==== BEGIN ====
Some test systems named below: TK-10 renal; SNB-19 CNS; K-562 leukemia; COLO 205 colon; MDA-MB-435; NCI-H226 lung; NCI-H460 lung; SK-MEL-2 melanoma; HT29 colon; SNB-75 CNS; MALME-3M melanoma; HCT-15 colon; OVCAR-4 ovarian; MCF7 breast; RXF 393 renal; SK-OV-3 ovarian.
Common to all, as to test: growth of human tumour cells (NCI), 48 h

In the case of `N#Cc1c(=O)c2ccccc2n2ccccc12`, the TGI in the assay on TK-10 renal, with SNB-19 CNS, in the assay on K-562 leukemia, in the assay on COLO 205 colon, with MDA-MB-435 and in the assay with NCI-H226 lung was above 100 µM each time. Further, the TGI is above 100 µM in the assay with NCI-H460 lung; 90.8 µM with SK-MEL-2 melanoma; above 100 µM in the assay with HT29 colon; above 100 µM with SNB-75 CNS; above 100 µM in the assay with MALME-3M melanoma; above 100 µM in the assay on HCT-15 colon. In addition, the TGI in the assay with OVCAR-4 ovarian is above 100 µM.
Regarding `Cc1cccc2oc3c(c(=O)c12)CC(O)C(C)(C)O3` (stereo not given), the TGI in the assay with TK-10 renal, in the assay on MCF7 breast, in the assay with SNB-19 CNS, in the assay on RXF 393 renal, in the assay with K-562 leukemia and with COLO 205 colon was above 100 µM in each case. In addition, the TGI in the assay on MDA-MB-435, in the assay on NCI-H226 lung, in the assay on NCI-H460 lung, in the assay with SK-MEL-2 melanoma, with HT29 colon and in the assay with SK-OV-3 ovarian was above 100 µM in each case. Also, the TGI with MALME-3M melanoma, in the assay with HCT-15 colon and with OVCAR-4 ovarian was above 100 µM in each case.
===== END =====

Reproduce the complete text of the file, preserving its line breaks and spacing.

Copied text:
Some test systems named below: TK-10 renal; SNB-19 CNS; K-562 leukemia; COLO 205 colon; MDA-MB-435; NCI-H226 lung; NCI-H460 lung; SK-MEL-2 melanoma; HT29 colon; SNB-75 CNS; MALME-3M melanoma; HCT-15 colon; OVCAR-4 ovarian; MCF7 breast; RXF 393 renal; SK-OV-3 ovarian.
Common to all, as to test: growth of human tumour cells (NCI), 48 h

In the case of `N#Cc1c(=O)c2ccccc2n2ccccc12`, the TGI in the assay on TK-10 renal, with SNB-19 CNS, in the assay on K-562 leukemia, in the assay on COLO 205 colon, with MDA-MB-435 and in the assay with NCI-H226 lung was above 100 µM each time. Further, the TGI is above 100 µM in the assay with NCI-H460 lung; 90.8 µM with SK-MEL-2 melanoma; above 100 µM in the assay with HT29 colon; above 100 µM with SNB-75 CNS; above 100 µM in the assay with MALME-3M melanoma; above 100 µM in the assay on HCT-15 colon. In addition, the TGI in the assay with OVCAR-4 ovarian is above 100 µM.
Regarding `Cc1cccc2oc3c(c(=O)c12)CC(O)C(C)(C)O3` (stereo not given), the TGI in the assay with TK-10 renal, in the assay on MCF7 breast, in the assay with SNB-19 CNS, in the assay on RXF 393 renal, in the assay with K-562 leukemia and with COLO 205 colon was above 100 µM in each case. In addition, the TGI in the assay on MDA-MB-435, in the assay on NCI-H226 lung, in the assay on NCI-H460 lung, in the assay with SK-MEL-2 melanoma, with HT29 colon and in the assay with SK-OV-3 ovarian was above 100 µM in each case. Also, the TGI with MALME-3M melanoma, in the assay with HCT-15 colon and with OVCAR-4 ovarian was above 100 µM in each case.